Under the heading “The Internships” the order states:

“Officials X and Y [described as was a senior official at the European Office during the relevant time period] requested that BNY Mellon provide their family members with valuable internships. Officials X and Y made numerous follow-up requests about the status, timing and other details of the internships for their relatives after the internships had been offered, and delivering the internships as requested was seen by certain relevant BNY Mellon employees as a way to influence the officials’ decisions.

In February 2010, at the conclusion of a business meeting, Official X made a personal and discreet request that BNY Mellon provide internships to two of his relatives: his son, Intern A [described as a recent college graduate], and nephew, Intern B [also described as a recent college graduate]. As a Middle Eastern Sovereign Wealth Fund department head, Official X had authority over allocations of new assets to existing managers such as the Boutique, and was viewed within BNY Mellon as a “key decision maker” at the Middle Eastern Sovereign Wealth Fund. Official X later persistently inquired of BNY Mellon employees concerning the status of his internship request, asking whether and when BNY Mellon would deliver the internships. At one point, Official X said to his primary contact at BNY Mellon that the request represented an “opportunity” for BNY Mellon, and that the official could secure internships for his family members from a competitor of BNY Mellon if it did not satisfy his personal request. The same BNY Mellon employee later wrote to a BNY Mellon colleague that Official X had become “angry” because BNY Mellon was experiencing delays in delivering the internships, and had openly questioned the employee’s job performance and professionalism because of the delays.

As reflected in contemporaneous e-mails and other documents, BNY Mellon delivered the valuable internship sought by Official X in order to assist BNY Mellon in obtaining or retaining business. For example:

A Boutique account manager wrote in a February 2010 e-mail concerning the internship request for Interns A and B that BNY Mellon was “not in a position to reject the request from a commercial point of view” even though it was a “personal request” from Official X. The employee stated: “by not allowing the internships to take place, we potentially jeopardize our mandate with [the Middle Eastern Sovereign Wealth Fund].”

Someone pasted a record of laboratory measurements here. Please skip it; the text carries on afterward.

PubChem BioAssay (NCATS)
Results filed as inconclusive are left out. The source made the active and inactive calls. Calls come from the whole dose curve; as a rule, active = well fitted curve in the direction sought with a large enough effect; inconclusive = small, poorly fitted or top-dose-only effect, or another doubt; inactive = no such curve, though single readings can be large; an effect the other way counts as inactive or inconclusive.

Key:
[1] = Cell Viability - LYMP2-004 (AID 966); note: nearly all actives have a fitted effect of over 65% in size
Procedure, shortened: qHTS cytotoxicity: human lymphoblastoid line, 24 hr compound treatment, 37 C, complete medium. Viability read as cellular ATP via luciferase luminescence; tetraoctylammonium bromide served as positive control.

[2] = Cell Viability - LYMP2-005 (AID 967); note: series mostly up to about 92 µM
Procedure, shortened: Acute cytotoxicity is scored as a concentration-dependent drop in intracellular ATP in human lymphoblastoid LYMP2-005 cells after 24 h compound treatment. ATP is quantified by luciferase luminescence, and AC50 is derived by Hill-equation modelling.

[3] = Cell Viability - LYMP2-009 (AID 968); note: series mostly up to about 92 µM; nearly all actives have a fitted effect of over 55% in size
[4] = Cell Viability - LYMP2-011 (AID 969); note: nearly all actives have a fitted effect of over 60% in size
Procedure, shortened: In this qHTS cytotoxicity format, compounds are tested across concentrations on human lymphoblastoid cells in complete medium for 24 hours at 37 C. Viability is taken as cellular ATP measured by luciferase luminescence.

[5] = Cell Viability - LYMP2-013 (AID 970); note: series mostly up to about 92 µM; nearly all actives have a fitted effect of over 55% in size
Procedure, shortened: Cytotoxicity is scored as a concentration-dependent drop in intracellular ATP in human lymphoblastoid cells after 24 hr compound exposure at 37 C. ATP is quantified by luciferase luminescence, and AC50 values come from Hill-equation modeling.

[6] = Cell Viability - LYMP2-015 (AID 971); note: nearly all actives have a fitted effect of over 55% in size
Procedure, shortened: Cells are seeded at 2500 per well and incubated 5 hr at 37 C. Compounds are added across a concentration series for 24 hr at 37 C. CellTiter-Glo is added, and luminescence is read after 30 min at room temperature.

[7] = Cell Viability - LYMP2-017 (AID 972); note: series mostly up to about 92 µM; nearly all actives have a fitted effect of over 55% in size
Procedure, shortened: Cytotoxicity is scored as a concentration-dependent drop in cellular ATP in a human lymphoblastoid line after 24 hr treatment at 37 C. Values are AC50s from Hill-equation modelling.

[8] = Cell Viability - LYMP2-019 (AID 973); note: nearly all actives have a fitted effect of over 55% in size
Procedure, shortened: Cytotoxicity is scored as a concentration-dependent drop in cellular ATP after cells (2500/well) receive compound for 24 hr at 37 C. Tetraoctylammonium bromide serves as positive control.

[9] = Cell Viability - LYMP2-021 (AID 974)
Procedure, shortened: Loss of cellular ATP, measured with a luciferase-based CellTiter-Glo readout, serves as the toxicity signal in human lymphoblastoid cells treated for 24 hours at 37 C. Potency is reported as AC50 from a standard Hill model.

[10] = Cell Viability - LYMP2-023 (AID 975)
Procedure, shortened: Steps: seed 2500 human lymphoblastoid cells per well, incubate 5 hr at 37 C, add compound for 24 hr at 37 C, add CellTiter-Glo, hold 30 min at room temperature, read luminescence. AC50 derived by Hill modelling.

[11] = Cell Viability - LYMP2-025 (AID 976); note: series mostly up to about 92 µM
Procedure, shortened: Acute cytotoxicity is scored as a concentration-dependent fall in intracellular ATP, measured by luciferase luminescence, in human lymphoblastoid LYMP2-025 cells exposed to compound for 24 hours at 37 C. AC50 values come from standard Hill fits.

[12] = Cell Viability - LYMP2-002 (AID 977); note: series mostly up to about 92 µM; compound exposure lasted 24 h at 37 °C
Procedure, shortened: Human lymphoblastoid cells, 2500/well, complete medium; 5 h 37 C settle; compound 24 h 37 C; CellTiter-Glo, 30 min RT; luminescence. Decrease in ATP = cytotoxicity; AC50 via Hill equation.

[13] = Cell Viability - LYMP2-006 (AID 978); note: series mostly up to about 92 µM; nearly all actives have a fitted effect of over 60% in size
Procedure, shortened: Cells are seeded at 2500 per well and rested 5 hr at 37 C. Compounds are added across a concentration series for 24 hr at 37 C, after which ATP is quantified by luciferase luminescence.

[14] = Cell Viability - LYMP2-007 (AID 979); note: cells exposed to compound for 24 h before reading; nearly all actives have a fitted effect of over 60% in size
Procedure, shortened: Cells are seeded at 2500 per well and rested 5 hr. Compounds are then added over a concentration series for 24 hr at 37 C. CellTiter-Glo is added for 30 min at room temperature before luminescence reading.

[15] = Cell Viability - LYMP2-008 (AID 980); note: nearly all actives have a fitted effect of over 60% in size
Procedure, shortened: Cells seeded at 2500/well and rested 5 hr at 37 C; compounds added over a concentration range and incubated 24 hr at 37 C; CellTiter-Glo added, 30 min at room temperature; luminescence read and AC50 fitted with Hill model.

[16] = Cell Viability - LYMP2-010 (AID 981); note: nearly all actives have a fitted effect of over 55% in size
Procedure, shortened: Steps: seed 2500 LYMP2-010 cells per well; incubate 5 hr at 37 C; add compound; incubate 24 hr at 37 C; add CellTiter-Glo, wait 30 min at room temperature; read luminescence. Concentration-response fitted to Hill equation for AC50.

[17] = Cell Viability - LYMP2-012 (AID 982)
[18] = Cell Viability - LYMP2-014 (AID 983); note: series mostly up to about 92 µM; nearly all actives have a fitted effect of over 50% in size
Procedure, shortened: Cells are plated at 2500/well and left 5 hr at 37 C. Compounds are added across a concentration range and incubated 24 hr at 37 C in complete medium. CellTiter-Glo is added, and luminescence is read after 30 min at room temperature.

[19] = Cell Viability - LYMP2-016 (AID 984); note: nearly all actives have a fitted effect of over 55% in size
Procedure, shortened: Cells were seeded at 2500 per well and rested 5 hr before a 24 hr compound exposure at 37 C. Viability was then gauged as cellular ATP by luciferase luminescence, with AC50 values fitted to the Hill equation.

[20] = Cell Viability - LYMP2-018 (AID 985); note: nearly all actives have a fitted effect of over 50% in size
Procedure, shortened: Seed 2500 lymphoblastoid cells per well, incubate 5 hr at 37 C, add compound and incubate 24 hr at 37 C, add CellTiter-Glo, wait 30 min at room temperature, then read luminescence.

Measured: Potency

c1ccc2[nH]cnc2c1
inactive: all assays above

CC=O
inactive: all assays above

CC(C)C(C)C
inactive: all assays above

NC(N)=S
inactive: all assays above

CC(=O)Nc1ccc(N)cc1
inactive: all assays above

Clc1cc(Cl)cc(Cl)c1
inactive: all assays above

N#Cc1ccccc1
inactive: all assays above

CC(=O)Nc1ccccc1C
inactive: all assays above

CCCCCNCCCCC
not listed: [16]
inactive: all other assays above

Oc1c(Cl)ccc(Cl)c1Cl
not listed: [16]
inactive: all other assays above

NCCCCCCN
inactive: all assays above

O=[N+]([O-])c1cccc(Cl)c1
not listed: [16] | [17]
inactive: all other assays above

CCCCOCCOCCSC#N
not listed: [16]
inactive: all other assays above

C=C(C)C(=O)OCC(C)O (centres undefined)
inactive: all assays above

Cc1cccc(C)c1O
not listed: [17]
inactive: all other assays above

In June 2010, an employee of BNY Mellon with primary responsibility for the Asset Management relationship with the Middle Eastern Sovereign Wealth Fund wrote of the internships for Interns A and B: “I want more money for this. I expect more for this. . . . We’re doing [Official X] a favor.”

In a separate e-mail to a different BNY Mellon colleague, the same employee stated “I am working on an expensive ‘favor’ for [Official X] – an internship for his son and cousin (don’t mention to him as this is not official).”

The same employee advised a colleague in human resources: “[W]e have to be careful about this. This is more of a personal request . . . [Official X] doesn’t want [the Middle Eastern Sovereign Wealth Fund] to know about it.” The same employee later directed his administrative assistant to refrain from sending e-mail correspondence concerning Official X’s internship request “because it was a personal favor.”

After granting Official X’s request to hire Interns A and B, BNY Mellon retained the Boutique mandate, and further assets were transferred to BNY Mellon by Official X’s department within a few months.

In February 2010, around the same time that Official X made his initial internship request, Official Y asked through a subordinate European Office employee that BNY Mellon provide an internship to the official’s son, Intern C [also described as a recent college graduate]. As a senior official at the European Office, Official Y had authority to make decisions directly impacting BNY Mellon’s business. Internal BNY Mellon documents reflected Official Y’s importance in this regard, stating that Official Y was “crucial to both retaining and gaining new business” for BNY Mellon. One or more European Office employees acting on Official Y’s behalf later inquired repeatedly about the status and details of the internship, including during discussions of the transfer of European Office assets to BNY Mellon. At the time of Official Y’s initial request, a number of recent client service issues had threatened to weaken the relationship between BNY Mellon and the European Office.

The BNY Mellon employee with primary responsibility for managing the custody relationship with the European Office viewed Official Y’s request as important to assist BNYM Asset Servicing in obtaining or retaining business. For example:

The BNY Mellon custody relationship manager explained to more senior officers within BNY Mellon that granting Official Y’s request was likely to “influence any future decisions taken within [the Middle Eastern Sovereign Wealth Fund].”

The same BNY Mellon relationship manager expressed to colleagues his concern that one of BNY Mellon’s competitors would agree to hire Intern C if BNY Mellon would not, and that BNY Mellon might lose market share to the competitor as a result.

The relationship manager wrote: “Its [sic] silly things like this that help influence who ends up with more assets / retaining dominant position.”